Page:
The exchange of Americans, including five oil executives who have been under arrest for nearly five years, followed months of behind-the-scenes diplomacy from Washington’s chief hostage negotiator and other U.S. officials — secret talks with a major oil producer who have acquired more greater urgency after sanctions against Russia have come under pressure. on world energy prices.
The deal represents an unusual gesture of goodwill from Maduro, as the socialist leader hopes to restore relations with the US after defeating most of his domestic adversaries.
“I can’t believe it,” Christina Wadell, daughter of Tomeu Wadell, one of the freed Americans, said when she contacted the Associated Press on Saturday. Holding back tears of joy on her 31st birthday, she said, “This is the best birthday present ever. I’m just so happy.”
A senior Biden administration official said the U.S. and Venezuela considered a number of options, but it became clear that “one specific step” – the release of two members of the Maduro family – was necessary to seal the deal. The official said the deal requires a “painful decision” but the administration’s willingness to accept it shows its desire to bring home American citizens held abroad.
Over the past six months, the administration has struck similar deals with Russia and, more recently, with the Taliban. But the official, who spoke to reporters on the condition of anonymity in line with ground rules set by the administration, said “the choice remains exceedingly rare.”
The handover took place on Saturday in an unspecified country between the US and Venezuela, after people involved in the deal arrived from their respective locations in different planes, the Biden administration said.
“These people will soon be reunited with their families and back in the arms of their loved ones, where they belong,” President Joe Biden said. “Today, after years of illegal detention in Venezuela, we are bringing home” the seven men named by the president. “We note that seven families will become as many as eleven more.”
The Maduro government said in a statement that it is releasing American citizens as a humanitarian gesture. He praised the diplomacy that led to the release of two “unjustly imprisoned” Venezuelans held in the United States and said that it “looks forward to maintaining peace and harmony with all the peoples of our region and the world.”
Among the released are five Houston-based Citgo employees — Wadell, José Luis Zambrano, Alirio Zambrano, Jorge Toledo, and José Pereira — who were lured to Venezuela just before Thanksgiving in 2017 to attend a meeting at the parent company’s headquarters. launched oil giant PDVSA. Once there, they were taken away by masked security agents who broke into the Caracas conference room.
Also released were Matthew Heath, a former U.S. Marine corporal from Tennessee who was arrested in 2020 at a roadblock in Venezuela on what the State Department called a “fictitious” weapons charge, and Florida resident Osman Khan, who was arrested in January.
The United States released Franchi Flores and his cousin Efrain Campo, nephews of “First Fighter” Celia Flores, as Maduro called his wife. The men were arrested in Haiti in a 2015 DEA case and immediately taken to New York to stand trial. The following year, they were convicted of conspiring to smuggle cocaine into the US, a very serious case that took a serious look at US drug trafficking allegations at the highest levels of the Maduro administration.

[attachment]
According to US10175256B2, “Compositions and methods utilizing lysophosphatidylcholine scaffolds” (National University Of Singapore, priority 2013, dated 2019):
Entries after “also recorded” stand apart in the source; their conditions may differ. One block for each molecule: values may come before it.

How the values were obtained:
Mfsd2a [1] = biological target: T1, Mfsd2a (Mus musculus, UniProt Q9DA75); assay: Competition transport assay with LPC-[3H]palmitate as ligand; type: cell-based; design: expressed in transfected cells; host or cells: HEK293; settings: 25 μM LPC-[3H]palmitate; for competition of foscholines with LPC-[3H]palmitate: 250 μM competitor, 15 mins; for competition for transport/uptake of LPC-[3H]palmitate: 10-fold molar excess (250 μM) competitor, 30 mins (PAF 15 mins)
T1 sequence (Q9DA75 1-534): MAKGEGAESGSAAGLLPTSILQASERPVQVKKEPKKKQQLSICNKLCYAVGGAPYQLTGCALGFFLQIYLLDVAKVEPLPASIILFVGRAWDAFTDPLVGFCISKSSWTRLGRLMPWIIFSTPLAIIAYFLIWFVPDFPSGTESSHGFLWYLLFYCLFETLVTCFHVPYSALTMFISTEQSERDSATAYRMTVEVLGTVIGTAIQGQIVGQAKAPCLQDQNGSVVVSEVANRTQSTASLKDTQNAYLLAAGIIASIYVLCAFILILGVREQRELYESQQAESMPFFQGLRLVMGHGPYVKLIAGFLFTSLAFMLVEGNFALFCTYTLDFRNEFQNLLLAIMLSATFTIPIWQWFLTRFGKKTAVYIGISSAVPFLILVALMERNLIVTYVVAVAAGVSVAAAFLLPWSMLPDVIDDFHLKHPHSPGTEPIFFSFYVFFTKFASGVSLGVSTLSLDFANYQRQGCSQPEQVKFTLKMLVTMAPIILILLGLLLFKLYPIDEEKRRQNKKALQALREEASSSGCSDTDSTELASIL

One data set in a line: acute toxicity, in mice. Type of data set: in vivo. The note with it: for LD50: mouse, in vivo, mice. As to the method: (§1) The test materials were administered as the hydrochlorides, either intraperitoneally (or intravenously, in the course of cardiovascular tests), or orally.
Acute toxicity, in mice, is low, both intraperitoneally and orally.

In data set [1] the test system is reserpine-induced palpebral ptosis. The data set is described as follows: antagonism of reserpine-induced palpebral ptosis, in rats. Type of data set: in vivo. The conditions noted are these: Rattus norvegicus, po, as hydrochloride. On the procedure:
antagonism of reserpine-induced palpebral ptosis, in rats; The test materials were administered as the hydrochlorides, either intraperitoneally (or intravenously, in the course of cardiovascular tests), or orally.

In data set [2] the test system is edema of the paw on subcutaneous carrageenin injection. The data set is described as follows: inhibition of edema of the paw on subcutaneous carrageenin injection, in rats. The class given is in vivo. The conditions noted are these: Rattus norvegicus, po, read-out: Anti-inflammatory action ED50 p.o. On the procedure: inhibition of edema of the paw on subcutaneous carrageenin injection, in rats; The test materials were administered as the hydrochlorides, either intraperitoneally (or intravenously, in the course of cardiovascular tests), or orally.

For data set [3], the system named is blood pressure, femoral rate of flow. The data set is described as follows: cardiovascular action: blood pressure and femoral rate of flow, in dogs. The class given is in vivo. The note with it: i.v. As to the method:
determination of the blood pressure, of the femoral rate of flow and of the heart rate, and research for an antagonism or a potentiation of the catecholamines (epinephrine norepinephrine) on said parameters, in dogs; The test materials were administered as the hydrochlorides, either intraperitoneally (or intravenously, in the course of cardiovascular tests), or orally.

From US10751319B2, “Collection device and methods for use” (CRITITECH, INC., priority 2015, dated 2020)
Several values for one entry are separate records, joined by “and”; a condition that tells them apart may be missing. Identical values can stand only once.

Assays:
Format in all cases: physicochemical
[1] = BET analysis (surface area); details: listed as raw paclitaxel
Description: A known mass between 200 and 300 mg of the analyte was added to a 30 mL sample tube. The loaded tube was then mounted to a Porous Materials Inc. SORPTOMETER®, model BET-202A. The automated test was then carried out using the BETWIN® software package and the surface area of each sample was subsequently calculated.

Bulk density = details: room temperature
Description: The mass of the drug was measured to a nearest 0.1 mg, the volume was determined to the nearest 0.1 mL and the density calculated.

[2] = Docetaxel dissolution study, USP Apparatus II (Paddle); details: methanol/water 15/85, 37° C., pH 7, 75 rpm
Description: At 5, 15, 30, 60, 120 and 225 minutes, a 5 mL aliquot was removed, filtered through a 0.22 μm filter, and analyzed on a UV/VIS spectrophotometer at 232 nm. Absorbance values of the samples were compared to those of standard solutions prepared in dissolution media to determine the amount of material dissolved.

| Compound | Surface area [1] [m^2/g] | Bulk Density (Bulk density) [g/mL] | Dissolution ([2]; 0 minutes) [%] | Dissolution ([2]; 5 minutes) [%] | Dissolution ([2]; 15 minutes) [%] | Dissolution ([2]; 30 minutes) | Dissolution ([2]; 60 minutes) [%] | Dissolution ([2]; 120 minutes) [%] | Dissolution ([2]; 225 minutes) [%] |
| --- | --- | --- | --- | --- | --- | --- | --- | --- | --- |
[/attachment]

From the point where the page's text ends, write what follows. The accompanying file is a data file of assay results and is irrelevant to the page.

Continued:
Both men were pardoned by Biden before being released.
The Biden administration is under pressure to do more to bring home some 60 Americans it believes are being held hostage abroad or illegally detained by hostile foreign governments. While the focus is on Russia, where the US has so far tried unsuccessfully to secure the release of WNBA star Brittney Greener and fellow American Paul Whelan, Venezuela holds the largest contingent of Americans suspected of being used as a trump card.
At least four more Americans remain in Venezuelan custody, including two former Green Berets involved in a sloppy attempt to overthrow Maduro in 2019 and two men who, like Khan, were detained for allegedly illegal entered the country from neighboring Colombia.
“To all the families who are still suffering and separated from their loved ones illegally detained, know that we remain committed to securing their release,” Biden said in a statement.
The administration also pointed to an executive order this summer that sought to impose new costs on countries that imprison Americans for no good reason, as well as a new warning indicator designed to warn US citizens against travel to countries such as Venezuela, which have template of wrongful arrests.
The administration has not released another prisoner long sought by Maduro: Alex Saab, a business insider who Venezuela considers a diplomat and US prosecutors considers an accomplice to a corrupt regime. Saab fought for extradition from Cape Verde, where he was arrested last year during a stopover en route to Iran, and is now awaiting trial in Miami federal court on charges of siphoning off millions on government contracts.
Last year, oil executives were found guilty of embezzlement in a trial marked by delays and irregularities. They were sentenced to terms ranging from eight to 13 years in prison for a failed offer to refinance billions of dollars in oil company bonds. Maduro charged them with “high treason” at the time, and the Venezuelan Supreme Court earlier this year upheld their long sentences.
All of the men pleaded not guilty, and the State Department considered them, like two other Americans released on Saturday, to be wrongfully detained.